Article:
Models wear 'not for sale' tags to protest Libya slave trade crisis in powerful photo shoot

Yahoo Lifestyle

When CNN reported that there is modern-day slavery in Libya, where migrants are being sold for roughly $400 each, many people across the world wanted to do something to help but did not know how. However,  23-year-old photographer Kofi Dua knew that he needed to use his art to spread awareness of this issue.

A photo shoot&nbsp;aims to bring awareness about the migrant slave trade crisis in Libya. (Photo:&nbsp; <a href="http://www.kofidua.com/" rel="nofollow noopener" target="_blank" data-ylk="slk:Kofi Dua" class="link rapid-noclick-resp">Kofi Dua</a>)
A photo shoot aims to bring awareness about the migrant slave trade crisis in Libya. (Photo:  Kofi Dua)

The location was a forest. The models posed as father and daughter wearing brown and black garments. They were barefoot with a pale blue sign that read, “Not for sale.”

“I got my inspiration from the news feed and social media. I felt like to create better awareness of the problem, I had to do a PSA [public service announcement] editorial to start up the conversation,” Dua tells Yahoo Lifestyle. 

Photographer Kofi Dua created a PSA editorial to raise awareness of Libya’s slave trade crisis. (Photo:&nbsp; <a href="http://www.kofidua.com/" rel="nofollow noopener" target="_blank" data-ylk="slk:Kofi Dua" class="link rapid-noclick-resp">Kofi Dua</a>)
Photographer Kofi Dua created a PSA editorial to raise awareness of Libya’s slave trade crisis. (Photo:  Kofi Dua)

Dua has definitely started a conversation. His photo has been reposted in several Instagram accounts and has been liked over 6,600 times. He captioned the photo on his social media, “WE ARE NOT FOR SALE! All lives must be cherished and valued. It is our duty to stand for injustice and hold people responsible for their actions. We are not for sale. We shall not go backwards but forward.”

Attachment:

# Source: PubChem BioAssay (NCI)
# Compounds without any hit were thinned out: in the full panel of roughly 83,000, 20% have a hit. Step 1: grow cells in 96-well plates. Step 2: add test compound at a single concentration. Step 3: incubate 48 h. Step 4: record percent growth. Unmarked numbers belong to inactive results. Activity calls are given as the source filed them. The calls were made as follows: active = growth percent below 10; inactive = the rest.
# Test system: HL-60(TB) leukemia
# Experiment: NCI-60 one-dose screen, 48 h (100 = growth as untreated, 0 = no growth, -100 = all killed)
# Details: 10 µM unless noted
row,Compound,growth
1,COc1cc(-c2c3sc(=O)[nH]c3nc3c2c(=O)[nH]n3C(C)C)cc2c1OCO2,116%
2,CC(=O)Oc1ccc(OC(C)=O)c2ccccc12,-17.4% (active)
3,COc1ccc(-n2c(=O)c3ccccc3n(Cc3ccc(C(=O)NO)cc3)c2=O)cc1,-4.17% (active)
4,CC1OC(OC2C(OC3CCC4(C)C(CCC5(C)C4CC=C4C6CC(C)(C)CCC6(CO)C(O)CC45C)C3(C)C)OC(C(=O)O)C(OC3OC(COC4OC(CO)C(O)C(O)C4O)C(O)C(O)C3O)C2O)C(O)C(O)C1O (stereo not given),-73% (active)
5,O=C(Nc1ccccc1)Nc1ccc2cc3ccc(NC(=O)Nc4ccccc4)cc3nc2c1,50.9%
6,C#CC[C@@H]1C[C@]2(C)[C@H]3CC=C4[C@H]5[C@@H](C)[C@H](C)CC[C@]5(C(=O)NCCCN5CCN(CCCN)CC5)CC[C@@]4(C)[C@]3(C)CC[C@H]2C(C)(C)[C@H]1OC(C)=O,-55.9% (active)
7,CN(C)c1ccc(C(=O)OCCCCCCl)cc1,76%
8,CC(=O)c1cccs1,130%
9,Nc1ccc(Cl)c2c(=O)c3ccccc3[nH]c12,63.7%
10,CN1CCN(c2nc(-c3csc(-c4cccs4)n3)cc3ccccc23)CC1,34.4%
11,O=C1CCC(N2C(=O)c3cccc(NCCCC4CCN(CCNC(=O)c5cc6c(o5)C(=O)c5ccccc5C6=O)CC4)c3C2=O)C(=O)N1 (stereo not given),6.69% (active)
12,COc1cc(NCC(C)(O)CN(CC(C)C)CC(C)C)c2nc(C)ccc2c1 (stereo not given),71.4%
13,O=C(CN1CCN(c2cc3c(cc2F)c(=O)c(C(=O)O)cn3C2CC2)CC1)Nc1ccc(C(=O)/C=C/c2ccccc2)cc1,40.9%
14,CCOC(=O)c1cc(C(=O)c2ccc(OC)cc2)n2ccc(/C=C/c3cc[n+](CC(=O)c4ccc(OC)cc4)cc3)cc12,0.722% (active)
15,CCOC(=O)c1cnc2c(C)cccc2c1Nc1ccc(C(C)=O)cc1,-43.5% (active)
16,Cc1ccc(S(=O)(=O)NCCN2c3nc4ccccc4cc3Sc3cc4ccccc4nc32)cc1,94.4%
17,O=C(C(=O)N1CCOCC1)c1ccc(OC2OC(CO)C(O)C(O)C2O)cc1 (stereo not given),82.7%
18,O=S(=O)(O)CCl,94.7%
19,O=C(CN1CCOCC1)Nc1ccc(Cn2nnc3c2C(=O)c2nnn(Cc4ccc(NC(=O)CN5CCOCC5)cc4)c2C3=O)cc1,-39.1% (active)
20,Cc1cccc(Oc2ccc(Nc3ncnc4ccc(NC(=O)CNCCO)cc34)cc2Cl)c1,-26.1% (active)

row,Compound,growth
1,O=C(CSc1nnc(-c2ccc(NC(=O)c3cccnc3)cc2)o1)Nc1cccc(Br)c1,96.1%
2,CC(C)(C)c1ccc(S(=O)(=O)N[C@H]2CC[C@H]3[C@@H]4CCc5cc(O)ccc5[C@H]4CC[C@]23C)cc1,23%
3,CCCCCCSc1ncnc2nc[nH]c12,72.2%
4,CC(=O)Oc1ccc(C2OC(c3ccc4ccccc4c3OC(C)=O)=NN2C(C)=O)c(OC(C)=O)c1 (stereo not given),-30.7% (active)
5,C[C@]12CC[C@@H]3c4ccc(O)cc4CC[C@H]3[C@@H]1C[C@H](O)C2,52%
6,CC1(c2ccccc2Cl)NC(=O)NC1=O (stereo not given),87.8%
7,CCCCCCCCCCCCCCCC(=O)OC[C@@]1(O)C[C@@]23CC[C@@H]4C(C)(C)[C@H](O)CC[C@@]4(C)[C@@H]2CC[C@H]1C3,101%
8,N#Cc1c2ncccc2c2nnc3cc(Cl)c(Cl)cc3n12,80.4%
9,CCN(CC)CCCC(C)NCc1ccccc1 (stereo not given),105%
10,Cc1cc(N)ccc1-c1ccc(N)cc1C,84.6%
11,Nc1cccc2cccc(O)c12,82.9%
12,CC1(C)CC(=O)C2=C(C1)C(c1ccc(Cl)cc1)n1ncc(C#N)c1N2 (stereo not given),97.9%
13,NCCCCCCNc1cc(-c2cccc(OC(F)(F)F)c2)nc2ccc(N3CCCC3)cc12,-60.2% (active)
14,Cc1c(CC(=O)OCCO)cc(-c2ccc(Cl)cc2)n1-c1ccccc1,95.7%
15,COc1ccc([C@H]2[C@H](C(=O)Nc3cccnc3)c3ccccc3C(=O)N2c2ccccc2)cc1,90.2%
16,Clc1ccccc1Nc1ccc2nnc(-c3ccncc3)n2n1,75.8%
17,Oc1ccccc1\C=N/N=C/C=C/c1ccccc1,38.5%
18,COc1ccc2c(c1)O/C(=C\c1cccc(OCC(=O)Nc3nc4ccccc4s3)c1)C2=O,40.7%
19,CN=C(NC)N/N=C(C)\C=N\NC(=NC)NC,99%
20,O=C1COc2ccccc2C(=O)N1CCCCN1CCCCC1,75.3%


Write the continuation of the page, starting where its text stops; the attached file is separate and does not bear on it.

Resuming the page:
Libya is the main transit point for migrants trying to reach Europe by sea. According to the United Nation’s International Organization for Migration (IOM), since 2014, more than 150,000 people have made the dangerous crossing over the Mediterranean Sea from Libya, in search of a better life. An estimated 3,000 refugees have died while attempting the journey.

Along with the powerful images, a video accompanies the PSA. The song used is “Libya” by Shatta Wale, which was also composed in protest of the slave trade in the country.

Dua, who was born in Ghana but moved to the U.S. five years ago, graduated from college with a graphic design and advertising degree. He currently resides in New York.

He says he feels proud that his work has helped, even if it is in a small way, to raise awareness of the crisis.

“I felt I really executed it really well and it has crossed boundaries, and I have people from all over the world posting and starting the conversation with the image,” he says.

The powerful photos, which have been shared by many on Instagram, also aim to raise funds for the U.N. (Photo:&nbsp; <a href="http://www.kofidua.com/" rel="nofollow noopener" target="_blank" data-ylk="slk:Kofi Dua" class="link rapid-noclick-resp">Kofi Dua</a>)
The powerful photos, which have been shared by many on Instagram, also aim to raise funds for the U.N. (Photo:  Kofi Dua)

The models in the editorial were adorable 4-year-old Mylah Shyv and singer Kwasi Opoku, 24.

“As human beings, Africans, minorities, etc., we are not for sale,” Opoku tells Yahoo Lifestyle. “We are taking back our power. We must stand proud and say no to the injustices of the world. We will fight back, and we must fight back. The issue in Libya is much deeper to me than the act of selling human beings into slavery, but it is also an issue of worth in this world.”

Mylah’s mother, Kristin Nimoh, shares with Yahoo Lifestyle why it was important for her to let daughter participate in the editorial: “I wanted her to look at this picture one day in the future and feel empowered and know that as a young minority in America, she was able to make an impact in this world. These are things I plan on teaching her as she continues to grow, ” she says.

Nimoh continues: “As human beings, we are responsible for one another. When one group of people are hurting, we are all hurting, and that it is important to stand united because what is wrong is wrong regardless of the time zone, ZIP code, race, or gender.”

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